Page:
I’ve officially succumbed to the reality that my new normal is flying on an airplane at least once a month, but usually twice. This means at least 4 different trips to various airports, 4 different security lines, waiting at 4 different gates, and of course, a minimum of 4 flights that average about 5 hours each leg. If your first thought is “yikes,” we’re on the same page. If your second thought is, “that sounds miserable,” I completely agree. If any part of you is thinking, “how much airport food does she eat!?” you’re in the right place.
Whether you fly once in a blue moon, or you have enough miles to send you to the moon (note: donations are accepted in the form of miles or points), it’s important to be wise about the foods you choose to fuel your on-the-go self. I’m also going to be realistic here. I’d love to tell you all to remember to bring your BPA-free water bottles and your crust-cut sandwiches packed in lunch boxes, but if you’re airport-bound straight from the office or you’re like me and already have 100 bags to hold, that’s probably not the most realistic approach to traveling healthfully. So before we dive into some healthy travel tips, please make sure your seat-backs and tray tables are in their upright position and that your seatbelts are securely fastened… or something like that.
Eat before the airport
If you can. Obviously this depends on the time of day your flight is, but if you have an afternoon or evening flight, try not to save your meal for the airport. If you’re ravenous while you’re walking to your gate, you’re obviously going to stop at the newsstand and buy the chips.. and the candy. Probably the chicken caesar wrap too. If you’re even just a 5 on the hunger scale (that means neutral), you’ll think with your brain and not your stomach when making food choices.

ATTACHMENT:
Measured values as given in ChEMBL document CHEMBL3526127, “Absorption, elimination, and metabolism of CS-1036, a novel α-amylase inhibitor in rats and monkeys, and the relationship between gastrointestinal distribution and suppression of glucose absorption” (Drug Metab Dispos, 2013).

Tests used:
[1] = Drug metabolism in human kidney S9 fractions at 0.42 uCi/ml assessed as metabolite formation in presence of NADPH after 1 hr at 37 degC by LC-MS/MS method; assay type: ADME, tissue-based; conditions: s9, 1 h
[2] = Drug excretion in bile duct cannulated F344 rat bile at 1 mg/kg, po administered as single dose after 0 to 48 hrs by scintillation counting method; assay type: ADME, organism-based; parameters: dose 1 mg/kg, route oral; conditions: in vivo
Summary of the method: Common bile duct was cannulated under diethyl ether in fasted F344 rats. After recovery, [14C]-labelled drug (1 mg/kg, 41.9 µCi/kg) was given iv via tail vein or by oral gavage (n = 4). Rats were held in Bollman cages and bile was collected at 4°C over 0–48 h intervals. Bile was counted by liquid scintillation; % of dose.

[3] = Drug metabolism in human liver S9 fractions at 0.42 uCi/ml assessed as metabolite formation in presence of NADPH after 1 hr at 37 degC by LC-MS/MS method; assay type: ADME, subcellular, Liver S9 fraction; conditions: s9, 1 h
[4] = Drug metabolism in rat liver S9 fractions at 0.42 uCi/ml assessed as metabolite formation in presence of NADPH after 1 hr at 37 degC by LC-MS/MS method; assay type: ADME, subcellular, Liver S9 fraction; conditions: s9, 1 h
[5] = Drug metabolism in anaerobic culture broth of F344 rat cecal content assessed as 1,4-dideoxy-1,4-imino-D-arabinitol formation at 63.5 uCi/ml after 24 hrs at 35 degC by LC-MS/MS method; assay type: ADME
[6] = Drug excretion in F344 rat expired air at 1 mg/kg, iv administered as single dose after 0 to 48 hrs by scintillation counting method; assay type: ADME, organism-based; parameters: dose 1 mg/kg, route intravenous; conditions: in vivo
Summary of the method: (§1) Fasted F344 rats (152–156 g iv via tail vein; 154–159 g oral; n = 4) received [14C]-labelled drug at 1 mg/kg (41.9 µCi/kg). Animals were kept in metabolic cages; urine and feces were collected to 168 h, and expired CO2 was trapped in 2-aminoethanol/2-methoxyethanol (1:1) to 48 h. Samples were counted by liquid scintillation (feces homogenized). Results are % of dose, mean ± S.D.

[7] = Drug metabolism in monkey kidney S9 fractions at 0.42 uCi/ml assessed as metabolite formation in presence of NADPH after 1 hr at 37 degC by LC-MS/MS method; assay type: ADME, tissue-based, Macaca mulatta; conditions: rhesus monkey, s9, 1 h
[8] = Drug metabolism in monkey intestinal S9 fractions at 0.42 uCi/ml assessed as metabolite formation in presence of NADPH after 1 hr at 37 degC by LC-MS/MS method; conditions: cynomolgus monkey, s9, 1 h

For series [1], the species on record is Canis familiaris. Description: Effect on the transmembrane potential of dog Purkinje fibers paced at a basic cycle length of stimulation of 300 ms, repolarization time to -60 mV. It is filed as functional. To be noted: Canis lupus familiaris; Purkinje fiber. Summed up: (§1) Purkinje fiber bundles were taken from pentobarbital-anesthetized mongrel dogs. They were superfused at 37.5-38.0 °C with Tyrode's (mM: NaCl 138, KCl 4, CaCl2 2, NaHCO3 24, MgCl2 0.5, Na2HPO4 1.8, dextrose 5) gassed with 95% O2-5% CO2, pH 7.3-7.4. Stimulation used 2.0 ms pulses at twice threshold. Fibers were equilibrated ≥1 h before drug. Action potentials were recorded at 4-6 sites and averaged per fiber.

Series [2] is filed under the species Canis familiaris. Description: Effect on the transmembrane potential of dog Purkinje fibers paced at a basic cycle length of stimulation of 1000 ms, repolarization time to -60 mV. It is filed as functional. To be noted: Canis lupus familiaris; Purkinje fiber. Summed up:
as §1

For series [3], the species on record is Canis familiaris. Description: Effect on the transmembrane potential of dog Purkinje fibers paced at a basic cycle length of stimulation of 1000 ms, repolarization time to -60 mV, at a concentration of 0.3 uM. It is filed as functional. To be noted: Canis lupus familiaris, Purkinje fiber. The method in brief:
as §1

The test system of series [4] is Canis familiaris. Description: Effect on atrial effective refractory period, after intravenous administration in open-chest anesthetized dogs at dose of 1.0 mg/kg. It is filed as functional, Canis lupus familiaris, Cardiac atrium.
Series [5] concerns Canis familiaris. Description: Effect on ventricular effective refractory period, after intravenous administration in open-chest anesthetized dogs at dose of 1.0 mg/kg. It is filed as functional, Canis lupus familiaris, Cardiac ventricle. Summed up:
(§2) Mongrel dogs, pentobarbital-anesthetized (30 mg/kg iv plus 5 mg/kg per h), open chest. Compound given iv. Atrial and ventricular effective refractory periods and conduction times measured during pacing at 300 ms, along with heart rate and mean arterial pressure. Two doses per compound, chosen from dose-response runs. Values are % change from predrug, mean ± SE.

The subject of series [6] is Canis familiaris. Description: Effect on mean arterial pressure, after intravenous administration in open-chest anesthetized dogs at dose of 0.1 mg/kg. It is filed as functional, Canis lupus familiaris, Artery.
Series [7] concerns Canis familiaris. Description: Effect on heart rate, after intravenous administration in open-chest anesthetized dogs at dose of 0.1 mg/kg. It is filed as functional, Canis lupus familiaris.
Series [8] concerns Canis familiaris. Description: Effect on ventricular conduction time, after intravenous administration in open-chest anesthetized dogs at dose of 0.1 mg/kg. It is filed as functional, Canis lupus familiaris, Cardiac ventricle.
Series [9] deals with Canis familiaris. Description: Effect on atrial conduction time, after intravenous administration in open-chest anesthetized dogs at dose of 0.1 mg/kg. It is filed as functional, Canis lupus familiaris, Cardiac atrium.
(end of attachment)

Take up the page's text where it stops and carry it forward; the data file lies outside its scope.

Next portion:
Your PB & J
If you do have the time to pack some food before the airport, that’s best case scenario. You’ll have control of what you’re eating and you won’t have to pay triple the price for it. But be realistic about what you can bring with you. AKA, don’t make yourself a turkey sandwich if you may not be eating it for another 4 hours. When I have the time, I usually play it safe with a whole wheat PB&J and banana sandwich, because I don’t feel pressured to eat it as soon as I get on the plane. Let me tell you, airplane bathrooms are not conducive to the post-consumption symptoms of 4-hour-room-temperature turkey...
The bloat is real
And hydration is key! At 35,000 feet up, we need to drink more than we normally do at sea level. I always buy a 1 liter water bottle and place it in my seat pocket to remind myself to drink throughout the flight. If you’re typically more of a seltzer person, this isn’t exactly the best time to be picky about your liquids (sorry). Reduce the risk of bloat by ditching the fizz, or any sugary/salty/alcoholic beverages before or after takeoff. Remember, salty foods and beverages will make you retain water and thus feel bloated. I promise, you can go back to seltzer or have a bloody mary as soon as you land.